After you have filed your case, the next step is the Discovery Phase—the process of gathering information about what you know, what your spouse knows, and what third parties may know about your case. Discovery reaches not only financial information but any information necessary to your case. It can include information available from the other party or third parties regarding issues surrounding the divorce, including facts concerning your financial life or those related to the children, adultery, possible abuse and neglect and other issues.
After more than 20 years of being a practicing attorney focused primarily on family law, I would like to share some important insights about the divorce process.
Time-sharing is a schedule of how the children will spend time with each parent. Unless otherwise notified, the court assumes that both parents are “good parents” and have no issues that affect their ability to parent their children. However, if your spouse has problems that call into question his or her ability to parent the children safely, you may need to think about a supervised or safety-focused parenting plan.
Many people routinely share personal details about their lives online, where countless numbers of people can see them. When you’re going through a divorce or other family law proceeding, it might be tempting to post insults about your ex or vent to your online “friends.” But keep in mind that unless you have configured privacy settings on your social media profiles, chances are your ex and his or her attorney also are reading your posts.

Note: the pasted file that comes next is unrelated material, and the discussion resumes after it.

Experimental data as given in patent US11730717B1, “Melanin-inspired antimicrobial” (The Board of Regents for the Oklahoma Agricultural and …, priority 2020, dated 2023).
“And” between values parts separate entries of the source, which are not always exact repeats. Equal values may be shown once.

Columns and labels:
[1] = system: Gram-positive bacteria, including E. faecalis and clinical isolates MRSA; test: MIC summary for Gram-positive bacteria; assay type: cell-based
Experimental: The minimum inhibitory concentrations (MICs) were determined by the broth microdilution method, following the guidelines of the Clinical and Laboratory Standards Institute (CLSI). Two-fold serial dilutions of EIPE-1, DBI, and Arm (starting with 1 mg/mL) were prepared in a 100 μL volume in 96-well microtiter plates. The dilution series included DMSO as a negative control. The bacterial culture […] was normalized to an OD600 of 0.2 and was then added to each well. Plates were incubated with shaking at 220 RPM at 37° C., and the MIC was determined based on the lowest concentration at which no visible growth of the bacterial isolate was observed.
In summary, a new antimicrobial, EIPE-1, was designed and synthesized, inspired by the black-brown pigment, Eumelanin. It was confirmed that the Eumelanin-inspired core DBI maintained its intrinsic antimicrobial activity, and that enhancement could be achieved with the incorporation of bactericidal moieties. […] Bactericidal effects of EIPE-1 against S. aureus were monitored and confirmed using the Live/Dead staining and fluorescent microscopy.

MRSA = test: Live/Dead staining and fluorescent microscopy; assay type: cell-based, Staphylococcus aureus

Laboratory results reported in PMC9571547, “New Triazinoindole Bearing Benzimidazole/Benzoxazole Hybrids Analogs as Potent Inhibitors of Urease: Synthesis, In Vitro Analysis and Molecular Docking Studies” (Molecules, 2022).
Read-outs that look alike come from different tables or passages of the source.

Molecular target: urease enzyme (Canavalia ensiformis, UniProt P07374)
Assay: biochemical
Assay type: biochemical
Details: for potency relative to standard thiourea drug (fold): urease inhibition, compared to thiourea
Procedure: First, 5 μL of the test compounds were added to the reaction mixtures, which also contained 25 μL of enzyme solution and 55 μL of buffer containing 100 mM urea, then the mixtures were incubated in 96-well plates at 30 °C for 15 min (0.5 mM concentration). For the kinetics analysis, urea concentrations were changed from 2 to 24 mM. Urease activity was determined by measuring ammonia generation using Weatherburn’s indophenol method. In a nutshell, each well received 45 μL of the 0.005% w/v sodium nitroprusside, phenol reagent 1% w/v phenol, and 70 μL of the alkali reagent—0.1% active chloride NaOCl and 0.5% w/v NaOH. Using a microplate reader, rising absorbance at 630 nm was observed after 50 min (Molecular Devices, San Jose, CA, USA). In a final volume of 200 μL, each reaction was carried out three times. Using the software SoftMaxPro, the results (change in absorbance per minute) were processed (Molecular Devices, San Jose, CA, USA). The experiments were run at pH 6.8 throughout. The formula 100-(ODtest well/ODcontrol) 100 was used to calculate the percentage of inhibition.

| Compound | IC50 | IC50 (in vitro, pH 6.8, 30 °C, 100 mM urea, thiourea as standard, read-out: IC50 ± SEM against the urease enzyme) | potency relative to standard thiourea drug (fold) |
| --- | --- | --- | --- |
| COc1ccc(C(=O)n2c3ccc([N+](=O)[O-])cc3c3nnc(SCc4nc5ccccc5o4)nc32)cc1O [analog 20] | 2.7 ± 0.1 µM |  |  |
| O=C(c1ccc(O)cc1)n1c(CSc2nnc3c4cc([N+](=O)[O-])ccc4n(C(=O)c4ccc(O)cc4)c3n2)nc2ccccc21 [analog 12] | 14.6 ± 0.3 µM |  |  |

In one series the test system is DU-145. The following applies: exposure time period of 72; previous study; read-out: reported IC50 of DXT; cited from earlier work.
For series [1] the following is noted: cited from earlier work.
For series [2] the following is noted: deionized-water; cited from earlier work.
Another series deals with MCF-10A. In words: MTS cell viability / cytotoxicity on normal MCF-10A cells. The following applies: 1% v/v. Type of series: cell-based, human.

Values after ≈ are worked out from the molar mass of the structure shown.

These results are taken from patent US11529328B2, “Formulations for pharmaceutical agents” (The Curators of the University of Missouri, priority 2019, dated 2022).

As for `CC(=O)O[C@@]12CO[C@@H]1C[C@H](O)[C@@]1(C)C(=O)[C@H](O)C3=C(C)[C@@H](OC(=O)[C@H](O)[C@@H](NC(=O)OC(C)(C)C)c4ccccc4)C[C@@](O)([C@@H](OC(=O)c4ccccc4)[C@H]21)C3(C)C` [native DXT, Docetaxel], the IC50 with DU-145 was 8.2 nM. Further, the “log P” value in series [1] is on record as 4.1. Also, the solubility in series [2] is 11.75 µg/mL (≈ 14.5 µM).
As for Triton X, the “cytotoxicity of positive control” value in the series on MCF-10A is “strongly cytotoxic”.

Mediation is a settlement process where a neutral third party, a mediator, assists the parties by facilitating settlement discussions to resolve the outstanding issues in the divorce case. During mediation, the parties remain in control of the outcome, and if they can come to a mutual agreement, the case resolves voluntarily on terms approved by the parties. In contrast to mediation, a trial is a completely different ball field, where parties lose the control to decide the elements of their divorce and instead opt to have a judge make those determinations.
Support paid for the benefit the children is called child support.
Child support is a right that belongs to the children, not the parents, and you cannot waive it.
In Florida, every parent is responsible for the support of his or her child or children. A parent’s child support obligation is presumptively determined by a statutory formula known as the child support guidelines, and it is based on several factors such as the respective net income of each parent, cost of health care insurance for the children, cost of daycare and the number of overnights each parent has with the children.
In divorce cases involving children, the court is required to order a parenting plan that addresses time-sharing when minor children are involved, and the plan ordered will be based on the circumstances of the case. The parties can agree on a plan and the court can approve it, or the court can decide the whole parenting plan through a final judgment or court order. A parenting plan describes what each parent’s relationship will be with their children and how the parents will share and be responsible for the daily tasks associated with the upbringing of the child. In addition, the parenting plan will: